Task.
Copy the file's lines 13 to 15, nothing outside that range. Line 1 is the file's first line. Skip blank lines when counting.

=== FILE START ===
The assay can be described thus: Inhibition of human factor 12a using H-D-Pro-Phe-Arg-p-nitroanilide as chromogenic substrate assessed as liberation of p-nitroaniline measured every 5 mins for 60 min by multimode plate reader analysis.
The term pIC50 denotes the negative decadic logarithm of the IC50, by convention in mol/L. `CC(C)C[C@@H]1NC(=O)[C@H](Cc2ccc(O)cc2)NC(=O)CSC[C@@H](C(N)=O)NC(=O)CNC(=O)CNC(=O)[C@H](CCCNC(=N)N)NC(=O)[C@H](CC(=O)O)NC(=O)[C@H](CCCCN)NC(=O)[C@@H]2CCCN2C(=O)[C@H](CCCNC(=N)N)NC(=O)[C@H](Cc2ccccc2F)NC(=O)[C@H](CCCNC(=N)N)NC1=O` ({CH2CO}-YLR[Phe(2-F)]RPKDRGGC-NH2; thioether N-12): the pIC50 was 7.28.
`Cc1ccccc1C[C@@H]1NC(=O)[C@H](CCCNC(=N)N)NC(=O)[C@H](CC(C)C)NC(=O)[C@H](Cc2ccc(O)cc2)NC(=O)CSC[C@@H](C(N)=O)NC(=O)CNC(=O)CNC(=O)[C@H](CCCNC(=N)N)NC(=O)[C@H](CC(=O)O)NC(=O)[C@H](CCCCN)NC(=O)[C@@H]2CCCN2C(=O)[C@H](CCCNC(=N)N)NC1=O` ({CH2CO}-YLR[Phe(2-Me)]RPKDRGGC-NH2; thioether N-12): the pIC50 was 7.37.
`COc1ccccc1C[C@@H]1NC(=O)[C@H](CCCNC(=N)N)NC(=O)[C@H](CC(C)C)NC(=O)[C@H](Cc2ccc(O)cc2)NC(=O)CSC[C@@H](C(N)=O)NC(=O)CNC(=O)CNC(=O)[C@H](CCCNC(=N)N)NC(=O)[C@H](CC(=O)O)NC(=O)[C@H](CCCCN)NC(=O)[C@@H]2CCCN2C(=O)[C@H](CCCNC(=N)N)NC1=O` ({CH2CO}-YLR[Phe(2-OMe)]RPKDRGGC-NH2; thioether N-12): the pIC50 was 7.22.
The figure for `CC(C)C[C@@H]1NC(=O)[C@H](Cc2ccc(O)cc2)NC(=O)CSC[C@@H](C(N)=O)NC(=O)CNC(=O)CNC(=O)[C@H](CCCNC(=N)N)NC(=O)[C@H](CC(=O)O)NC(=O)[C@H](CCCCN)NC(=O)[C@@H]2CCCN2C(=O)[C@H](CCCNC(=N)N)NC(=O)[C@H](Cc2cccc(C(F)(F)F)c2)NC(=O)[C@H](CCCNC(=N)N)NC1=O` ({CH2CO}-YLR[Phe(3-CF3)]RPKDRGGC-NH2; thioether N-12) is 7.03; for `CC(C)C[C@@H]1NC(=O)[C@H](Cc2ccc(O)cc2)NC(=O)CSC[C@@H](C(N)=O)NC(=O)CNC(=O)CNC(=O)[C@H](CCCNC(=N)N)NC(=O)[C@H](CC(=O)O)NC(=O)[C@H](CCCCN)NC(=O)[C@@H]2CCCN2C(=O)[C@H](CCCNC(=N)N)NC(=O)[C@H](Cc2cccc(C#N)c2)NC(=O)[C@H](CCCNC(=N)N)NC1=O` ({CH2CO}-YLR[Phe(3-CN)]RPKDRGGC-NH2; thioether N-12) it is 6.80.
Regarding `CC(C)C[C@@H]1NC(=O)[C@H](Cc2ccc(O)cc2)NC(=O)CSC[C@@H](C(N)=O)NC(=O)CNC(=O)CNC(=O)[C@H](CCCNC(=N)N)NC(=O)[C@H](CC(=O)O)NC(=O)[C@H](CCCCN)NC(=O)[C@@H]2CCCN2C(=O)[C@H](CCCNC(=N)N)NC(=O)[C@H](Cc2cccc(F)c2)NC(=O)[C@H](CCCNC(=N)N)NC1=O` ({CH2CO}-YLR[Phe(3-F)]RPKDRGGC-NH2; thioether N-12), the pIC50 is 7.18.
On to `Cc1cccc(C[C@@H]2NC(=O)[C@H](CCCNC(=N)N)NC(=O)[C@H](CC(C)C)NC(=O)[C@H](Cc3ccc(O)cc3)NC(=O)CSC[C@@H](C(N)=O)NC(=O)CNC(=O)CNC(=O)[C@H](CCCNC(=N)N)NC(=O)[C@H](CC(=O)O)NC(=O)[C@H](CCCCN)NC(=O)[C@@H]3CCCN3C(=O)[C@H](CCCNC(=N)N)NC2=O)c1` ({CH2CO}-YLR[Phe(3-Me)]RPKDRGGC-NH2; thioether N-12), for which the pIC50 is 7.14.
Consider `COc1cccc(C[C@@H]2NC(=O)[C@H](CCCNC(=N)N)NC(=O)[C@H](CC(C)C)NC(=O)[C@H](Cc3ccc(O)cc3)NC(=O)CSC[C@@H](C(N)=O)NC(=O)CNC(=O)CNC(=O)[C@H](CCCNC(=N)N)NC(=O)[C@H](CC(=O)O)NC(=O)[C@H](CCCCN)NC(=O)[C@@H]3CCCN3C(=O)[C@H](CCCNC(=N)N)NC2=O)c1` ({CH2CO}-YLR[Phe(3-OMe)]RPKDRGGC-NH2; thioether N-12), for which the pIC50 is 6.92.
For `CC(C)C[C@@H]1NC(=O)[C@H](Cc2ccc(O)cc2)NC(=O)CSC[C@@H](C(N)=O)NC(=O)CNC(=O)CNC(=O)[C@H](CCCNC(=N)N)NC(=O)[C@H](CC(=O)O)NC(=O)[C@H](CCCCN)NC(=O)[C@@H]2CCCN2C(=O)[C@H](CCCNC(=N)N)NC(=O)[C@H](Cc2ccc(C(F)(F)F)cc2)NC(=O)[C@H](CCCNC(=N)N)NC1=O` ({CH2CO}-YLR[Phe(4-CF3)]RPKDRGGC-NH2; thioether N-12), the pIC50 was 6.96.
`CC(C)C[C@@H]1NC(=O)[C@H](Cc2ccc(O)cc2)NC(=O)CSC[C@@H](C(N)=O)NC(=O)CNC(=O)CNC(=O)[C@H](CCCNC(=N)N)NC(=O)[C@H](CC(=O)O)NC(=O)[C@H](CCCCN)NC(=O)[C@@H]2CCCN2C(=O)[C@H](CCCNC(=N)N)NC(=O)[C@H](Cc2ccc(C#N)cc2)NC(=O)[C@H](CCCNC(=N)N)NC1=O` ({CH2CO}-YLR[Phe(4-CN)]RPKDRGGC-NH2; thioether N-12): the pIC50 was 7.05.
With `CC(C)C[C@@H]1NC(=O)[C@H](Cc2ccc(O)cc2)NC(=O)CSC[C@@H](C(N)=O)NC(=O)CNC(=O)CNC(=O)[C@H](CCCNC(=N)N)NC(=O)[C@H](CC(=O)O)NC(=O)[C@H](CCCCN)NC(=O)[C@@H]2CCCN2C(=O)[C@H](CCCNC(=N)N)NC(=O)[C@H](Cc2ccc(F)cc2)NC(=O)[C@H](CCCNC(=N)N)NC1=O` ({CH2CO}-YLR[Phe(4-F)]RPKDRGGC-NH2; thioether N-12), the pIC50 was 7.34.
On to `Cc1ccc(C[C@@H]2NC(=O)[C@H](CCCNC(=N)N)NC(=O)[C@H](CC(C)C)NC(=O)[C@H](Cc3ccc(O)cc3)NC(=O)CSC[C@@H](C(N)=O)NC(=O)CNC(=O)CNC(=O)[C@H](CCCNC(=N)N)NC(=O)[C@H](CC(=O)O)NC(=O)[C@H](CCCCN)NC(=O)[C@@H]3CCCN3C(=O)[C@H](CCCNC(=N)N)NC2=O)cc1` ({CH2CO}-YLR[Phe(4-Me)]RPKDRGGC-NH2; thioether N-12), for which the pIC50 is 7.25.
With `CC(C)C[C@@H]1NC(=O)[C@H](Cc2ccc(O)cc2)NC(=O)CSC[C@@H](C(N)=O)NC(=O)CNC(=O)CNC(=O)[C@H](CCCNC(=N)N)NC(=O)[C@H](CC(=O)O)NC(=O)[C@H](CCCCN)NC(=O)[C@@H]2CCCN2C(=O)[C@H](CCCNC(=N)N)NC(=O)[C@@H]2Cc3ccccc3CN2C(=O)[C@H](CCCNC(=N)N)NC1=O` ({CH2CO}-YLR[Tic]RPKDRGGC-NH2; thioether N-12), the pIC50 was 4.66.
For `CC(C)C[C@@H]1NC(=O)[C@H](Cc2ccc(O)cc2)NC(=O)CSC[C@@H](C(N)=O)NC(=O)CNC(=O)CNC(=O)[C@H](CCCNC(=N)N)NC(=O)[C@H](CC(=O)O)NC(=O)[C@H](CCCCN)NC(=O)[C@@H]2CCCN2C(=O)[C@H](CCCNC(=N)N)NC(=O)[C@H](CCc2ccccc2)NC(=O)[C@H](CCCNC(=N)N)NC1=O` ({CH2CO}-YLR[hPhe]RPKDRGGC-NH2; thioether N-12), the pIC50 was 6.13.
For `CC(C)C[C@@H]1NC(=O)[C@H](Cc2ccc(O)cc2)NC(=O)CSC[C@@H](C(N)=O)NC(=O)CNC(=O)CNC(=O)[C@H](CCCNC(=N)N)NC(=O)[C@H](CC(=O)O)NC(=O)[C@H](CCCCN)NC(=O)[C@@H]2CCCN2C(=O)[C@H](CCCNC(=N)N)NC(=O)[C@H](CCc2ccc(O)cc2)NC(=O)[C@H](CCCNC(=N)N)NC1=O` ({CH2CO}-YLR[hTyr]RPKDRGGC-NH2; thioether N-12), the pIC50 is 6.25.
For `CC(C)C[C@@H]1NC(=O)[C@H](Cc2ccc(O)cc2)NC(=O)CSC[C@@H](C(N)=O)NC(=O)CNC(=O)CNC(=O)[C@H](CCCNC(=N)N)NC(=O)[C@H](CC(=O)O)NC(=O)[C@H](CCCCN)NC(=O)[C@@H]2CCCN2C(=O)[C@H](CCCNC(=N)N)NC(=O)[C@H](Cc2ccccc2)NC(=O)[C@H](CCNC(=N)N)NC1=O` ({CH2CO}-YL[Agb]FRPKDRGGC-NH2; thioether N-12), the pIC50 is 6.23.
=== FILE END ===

With `CC(C)C[C@@H]1NC(=O)[C@H](Cc2ccc(O)cc2)NC(=O)CSC[C@@H](C(N)=O)NC(=O)CNC(=O)CNC(=O)[C@H](CCCNC(=N)N)NC(=O)[C@H](CC(=O)O)NC(=O)[C@H](CCCCN)NC(=O)[C@@H]2CCCN2C(=O)[C@H](CCCNC(=N)N)NC(=O)[C@@H]2Cc3ccccc3CN2C(=O)[C@H](CCCNC(=N)N)NC1=O` ({CH2CO}-YLR[Tic]RPKDRGGC-NH2; thioether N-12), the pIC50 was 4.66.
For `CC(C)C[C@@H]1NC(=O)[C@H](Cc2ccc(O)cc2)NC(=O)CSC[C@@H](C(N)=O)NC(=O)CNC(=O)CNC(=O)[C@H](CCCNC(=N)N)NC(=O)[C@H](CC(=O)O)NC(=O)[C@H](CCCCN)NC(=O)[C@@H]2CCCN2C(=O)[C@H](CCCNC(=N)N)NC(=O)[C@H](CCc2ccccc2)NC(=O)[C@H](CCCNC(=N)N)NC1=O` ({CH2CO}-YLR[hPhe]RPKDRGGC-NH2; thioether N-12), the pIC50 was 6.13.
For `CC(C)C[C@@H]1NC(=O)[C@H](Cc2ccc(O)cc2)NC(=O)CSC[C@@H](C(N)=O)NC(=O)CNC(=O)CNC(=O)[C@H](CCCNC(=N)N)NC(=O)[C@H](CC(=O)O)NC(=O)[C@H](CCCCN)NC(=O)[C@@H]2CCCN2C(=O)[C@H](CCCNC(=N)N)NC(=O)[C@H](CCc2ccc(O)cc2)NC(=O)[C@H](CCCNC(=N)N)NC1=O` ({CH2CO}-YLR[hTyr]RPKDRGGC-NH2; thioether N-12), the pIC50 is 6.25.